No two homes are the same and every client is unique.
Our mission is to build a home for each of our clients that fits each family’s wants and needs. We work alongside architects and decorators to carefully consider a client’s specific needs; the number of people in the household, the gender and age of every family member, and even their particular preferences and interests. We try to capture the essence of how you live now and make an educated guess about how you’ll live in your new house for years to come.
This “lifestyle profile” approach helps determine everything about your new house, from the simplest and most obvious, such as the number of bedrooms and bathrooms, to less common features such as personal and public entertainment areas, specialized storage space, and even the home’s physical location and architectural style. We’re dedicated to determining the specifics of your new home.
Before we meet with prospective clients, we encourage them to spend some time thinking about their current lifestyle, paying particular attention to how it might change in the future.
Plan with an eye to the future. In addition to a simple count (Don’t forget the pets!) of those living under your roof, consider how each person in the family uses the house now and is likely to use it in the near future.
A couple without children, for instance, might consider at least two secondary bedrooms (in addition to the master suite) that can serve as a home office, guest room, or a hobby space — or, eventually, children’s bedrooms.
A young family might look for a home in which the secondary bedrooms are located on the opposite side of the house or on a different level. This plan will not only accommodate aging kids but can also serve different uses, such as a guest or game room, once the children leave the nest.
If regular visitors are a part of your lifestyle, you might consider a separate suite above the garage that could double as a hobby space or home office.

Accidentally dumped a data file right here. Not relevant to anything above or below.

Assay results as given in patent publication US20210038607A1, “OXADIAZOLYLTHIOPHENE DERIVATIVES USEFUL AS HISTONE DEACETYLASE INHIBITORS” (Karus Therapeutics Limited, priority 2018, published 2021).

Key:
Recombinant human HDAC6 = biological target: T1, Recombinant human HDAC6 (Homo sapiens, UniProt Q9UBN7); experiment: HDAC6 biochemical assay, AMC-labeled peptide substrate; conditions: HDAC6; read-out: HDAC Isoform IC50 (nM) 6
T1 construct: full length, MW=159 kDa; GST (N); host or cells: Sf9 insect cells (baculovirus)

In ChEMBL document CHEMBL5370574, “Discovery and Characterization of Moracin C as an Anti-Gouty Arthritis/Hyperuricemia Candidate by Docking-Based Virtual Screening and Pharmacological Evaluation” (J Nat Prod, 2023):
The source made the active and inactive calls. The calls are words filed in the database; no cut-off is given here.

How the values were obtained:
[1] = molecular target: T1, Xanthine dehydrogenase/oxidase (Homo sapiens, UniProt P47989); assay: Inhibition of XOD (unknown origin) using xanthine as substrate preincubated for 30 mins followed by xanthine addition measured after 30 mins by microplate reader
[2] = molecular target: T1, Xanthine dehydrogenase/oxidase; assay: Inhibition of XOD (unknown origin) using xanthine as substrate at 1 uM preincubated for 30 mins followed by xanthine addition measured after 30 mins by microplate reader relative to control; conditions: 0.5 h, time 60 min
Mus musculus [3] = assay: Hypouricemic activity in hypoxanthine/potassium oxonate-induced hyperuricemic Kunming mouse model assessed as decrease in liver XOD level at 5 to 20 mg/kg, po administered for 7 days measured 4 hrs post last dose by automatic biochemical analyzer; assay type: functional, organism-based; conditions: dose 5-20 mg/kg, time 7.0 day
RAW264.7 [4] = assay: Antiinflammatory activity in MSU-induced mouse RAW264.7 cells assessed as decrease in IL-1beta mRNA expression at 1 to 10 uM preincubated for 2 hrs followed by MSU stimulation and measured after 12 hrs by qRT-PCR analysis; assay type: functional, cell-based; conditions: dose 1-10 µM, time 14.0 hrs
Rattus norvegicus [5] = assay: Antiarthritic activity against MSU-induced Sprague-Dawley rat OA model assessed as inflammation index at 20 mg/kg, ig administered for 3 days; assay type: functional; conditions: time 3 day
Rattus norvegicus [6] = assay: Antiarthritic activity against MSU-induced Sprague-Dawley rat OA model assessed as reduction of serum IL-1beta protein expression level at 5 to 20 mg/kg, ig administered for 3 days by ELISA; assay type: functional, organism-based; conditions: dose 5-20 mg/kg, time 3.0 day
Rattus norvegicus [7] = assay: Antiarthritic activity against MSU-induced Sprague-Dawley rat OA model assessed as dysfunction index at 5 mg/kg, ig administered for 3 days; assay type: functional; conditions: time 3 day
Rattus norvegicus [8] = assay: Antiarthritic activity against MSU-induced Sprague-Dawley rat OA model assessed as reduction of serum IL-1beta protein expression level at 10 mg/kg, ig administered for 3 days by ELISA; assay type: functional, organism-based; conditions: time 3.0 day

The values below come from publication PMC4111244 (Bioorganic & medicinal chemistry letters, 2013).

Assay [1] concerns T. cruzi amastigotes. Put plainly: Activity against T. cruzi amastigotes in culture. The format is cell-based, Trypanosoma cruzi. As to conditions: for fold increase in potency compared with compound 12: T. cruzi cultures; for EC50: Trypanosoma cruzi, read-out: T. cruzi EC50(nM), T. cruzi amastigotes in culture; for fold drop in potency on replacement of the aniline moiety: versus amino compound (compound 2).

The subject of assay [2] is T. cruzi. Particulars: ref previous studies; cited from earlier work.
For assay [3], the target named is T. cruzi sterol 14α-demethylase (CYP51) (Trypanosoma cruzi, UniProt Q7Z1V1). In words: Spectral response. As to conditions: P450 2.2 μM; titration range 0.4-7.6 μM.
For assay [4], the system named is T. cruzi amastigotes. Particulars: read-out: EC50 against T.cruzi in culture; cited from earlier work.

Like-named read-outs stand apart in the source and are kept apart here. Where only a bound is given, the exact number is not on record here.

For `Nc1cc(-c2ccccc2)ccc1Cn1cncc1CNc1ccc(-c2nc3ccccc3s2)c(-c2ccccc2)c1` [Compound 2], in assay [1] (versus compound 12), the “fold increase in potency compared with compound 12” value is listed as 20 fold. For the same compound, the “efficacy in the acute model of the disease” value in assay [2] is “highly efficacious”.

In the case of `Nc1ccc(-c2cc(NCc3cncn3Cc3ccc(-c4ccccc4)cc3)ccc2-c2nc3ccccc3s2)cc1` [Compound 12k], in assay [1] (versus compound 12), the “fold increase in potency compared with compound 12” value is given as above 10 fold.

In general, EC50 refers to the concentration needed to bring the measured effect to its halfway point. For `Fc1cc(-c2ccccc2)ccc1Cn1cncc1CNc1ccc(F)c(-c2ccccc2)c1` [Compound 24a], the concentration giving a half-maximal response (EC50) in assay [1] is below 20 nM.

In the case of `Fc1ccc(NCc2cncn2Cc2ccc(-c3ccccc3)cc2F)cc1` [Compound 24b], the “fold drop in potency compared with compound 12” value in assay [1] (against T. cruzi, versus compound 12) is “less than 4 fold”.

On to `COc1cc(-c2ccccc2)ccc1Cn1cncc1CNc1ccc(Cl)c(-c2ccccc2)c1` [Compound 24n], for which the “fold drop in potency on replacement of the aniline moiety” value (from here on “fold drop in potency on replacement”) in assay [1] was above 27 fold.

Mobility and Special Needs. Regardless of your age or current physical condition, remember that a temporary or chronic impairment might limit your ability to get around your house in the future. If bedrooms are on the second floor, even a pulled muscle can keep you from climbing the stairs. A main-level “flex” space (especially one with semi-private access to a bathroom) offers a comfortable alternative to a couch or a cot in times of a temporary disability. This setup easily converts to a permanent bedroom on the lower level when stairs are best left to younger members of the household. Floor coverings, cabinet and counter heights, and appliance locations can be tastefully altered to make them easy to navigate regardless of your physical state. Consider, too, ease of access to and around the house from the outside. You might consider at-grade entrances and solid, hard surfaces such as continuous walkways instead of paving stones.
Interests outside the home. In addition to in-home needs and desires, consider outdoor activities as part of your lifestyle profile. If you prefer to take walks, run, or bike ride, ready access to a community bike or walking path might help target your choice of locations within a neighborhood. The opportunity to garden or do yard work may also be a determining factor in your search for a new home, while those who disdain mowing the lawn or repainting the house will be drawn to low maintenance materials and yard areas. Proximity to an amenity-rich community center might be a deal-maker for a young family, but less so to a time-strapped, travel-heavy professional couple.
As a builder dedicated to making housing dreams a reality, we are committed to providing homes that are best suited to the people who buy and live in them. Armed with a solid understanding of our clients’ particular wants and needs, we can pinpoint the right house and features for each one, delivering homes that suit their circumstances now and in the future.